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Eristalis is a large genus of hoverflies, family Syrphidae, in the order Diptera. Several species are known as drone flies (or droneflies) because they bear a resemblance to honeybee drones. Drone flies and their relatives are fairly common generalist pollinators,[2] the larvae of which are aquatic, and breathe through a long, snorkel-like appendage, hence the common name rat-tailed maggots.[1][3]

Eristalis September 2007-1.jpg
Eristalis tenax on Lantana camara
Scientific classification e
Domain: Eukaryota
Kingdom: Animalia
Phylum: Arthropoda
Class: Insecta
Order: Diptera
Family: Syrphidae
Tribe: Eristalini
Genus: Eristalis
Latreille, 1804
Type species
Musca tenax
  • Eoseristalis Kanervo, 1938
  • Eristalis Latreille, 1804

Eristalis is a large genus of around 99 species,[4] and is subdivided into several subgenera and species groups (Eristalomyia, Eristalis, Eoseristalis etc.).

Scientific name and grammatical genderEdit

The scientific name was proposed by Pierre André Latreille in 1804. He placed seven species in his new genus, but listed the names as combinations with Syrphus, so it remained unclear what gender he attributed to the name (the gender of the name Syrphus is masculine). In the two centuries following its publication, Eristalis was sometimes considered to be of feminine gender, sometimes to be of masculine gender. George Henry Verrall (1901)[5] assigned its gender as masculine, a choice followed in British literature, and also in Dutch, Polish, Czech, Spanish and Portuguese literature. In several other European languages and in North America, the tradition was to consider it as a feminine word. In 1993 the International Commission on Zoological Nomenclature placed the name on the Official List, and gave its gender as masculine, without justification for that choice.[6] In 2004, Peter Chandler, Andrew Wakeham-Dawson and Angus McCullough submitted an application to confirm the gender of Eristalis as feminine.[7] They referred to ICZN Art. 30.1.1, which states that a name in Latin form takes the gender given for that word in standard Latin dictionaries.[8] In Composition of Scientific Words by R.W. Brown (1954), "eristalis" is listed as a feminine word that refers to an unknown precious stone. The request of Chandler et al. was granted less than two years after submission.[9] As of 2006, Eristalis is officially a word of feminine gender.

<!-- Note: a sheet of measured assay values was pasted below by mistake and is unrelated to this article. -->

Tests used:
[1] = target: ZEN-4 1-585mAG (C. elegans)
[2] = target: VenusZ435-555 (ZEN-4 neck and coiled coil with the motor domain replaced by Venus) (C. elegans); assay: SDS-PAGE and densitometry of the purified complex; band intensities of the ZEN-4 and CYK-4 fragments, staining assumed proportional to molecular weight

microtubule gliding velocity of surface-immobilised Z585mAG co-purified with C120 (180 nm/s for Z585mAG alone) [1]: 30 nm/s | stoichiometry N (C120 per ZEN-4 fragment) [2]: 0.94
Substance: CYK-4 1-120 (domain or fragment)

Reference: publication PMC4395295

1. ^ a b Stubbs, Alan E.; Falk, Steven J (1983). British Hoverflies: An Illustrated Identification Guide (2nd ed.). London: British Entomological and Natural History Society. pp. 253, xvpp. ISBN 1-899935-03-7.
  2. ^ Van Der Kooi, C. J.; Pen, I.; Staal, M.; Stavenga, D. G.; Elzenga, J. T. M. (2015). "Competition for pollinators and intra-communal spectral dissimilarity of flowers". Plant Biology. 18 (1): 56–62. doi:10.1111/plb.12328. PMID 25754608.
  3. ^ a b c d e f g h i Thompson, F. Christian (1997). "Revision of the Eristalis flower flies (Diptera: Syrphidae) of the Americas south of the United States" (PDF). Proceedings of the Entomological Society of Washington. Washington D.C.: Entomological Society of Washington. 99: 209–237. ISSN 0013-8797. Retrieved 2009-06-19.
  4. ^ Thompson, F. Christian (2003). "Austalis, a new genus of flower flies (Diptera: Syrphidae) with revisionary notes on related genera" (pdf Adobe/Acobat). Zootaxa. New Zealand: Magnolia Press. 246: 1–19. doi:10.11646/zootaxa.246.1.1. ISSN 1175-5334. Retrieved 2011-01-28.
  5. ^ Verrall, G.H. (1901). A list of British Diptera: 22; and, according to Chandler et al., Case 3259 (see there) also in British Flies vol. 8
  6. ^ ICZN (1993). Opinion 1747. Eristalis Latreille, 1804, Helophilus Fabricius, 1805, Xylota Meigen, 1822 and Eumerus Meigen, 1822 (Insecta; Diptera): conserved. The Bulletin of Zoological Nomenclature 50(3): 256–258
  7. ^ Chandler, P.J., Wakeham-Dawson, A. & McCullough, A. (2004). Case 3259. Eristalis Latreille, 1804 (Insecta: Diptera): proposed confirmation that the gender is feminine; Musca nemorum Linnaeus, 1758, M. arbustorum Linnaeus, 1758 and M. horticola De Geer, 1776 (currently Eristalis nemorum, E. arbustorum and E. horticola): proposed conservation of usage of the specific names by designation of neotypes. The bulletin of Zoological Nomenclature 61(4): 241–244
  8. ^ International Code of Zoological Nomenclature Art. 30.1.1
  9. ^ ICZN (2006). Opinion 2153 (Case 3259). Eristalis Latreille, 1804 (Insecta: Diptera): confirmation that the gender is feminine; Musca nemorum Linnaeus, 1758, M. arbustorum Linnaeus, 1758 and M. horticola De Geer, 1776 (currently Eristalis nemorum, E. arbustorum and E. horticola): usage of the specific names conserved by designation of neotypes. The Bulletin of Zoological Nomenclature 63(2): 146–147
  10. ^ a b c d e f g h i j k l m n o p q Skevington, Jeffrey H.; Locke, Michelle M.; Young, Andrew D.; Moran, Kevin; Crins, William J.; Marshall, Stephen A. (2019). Field Guide to the Flower Flies of Northeastern North America. Princeton. ISBN 9780691189406.
  11. ^ Wakeham-Dawson, A.; Jones, A.G.; Thompson, F.C. (2009). "Falkland Islands Syrphidae (Diptera)". Dipterists Digest. Second series. UK: Dipterists Forum. 16 (1): 65–71. ISSN 0953-7260.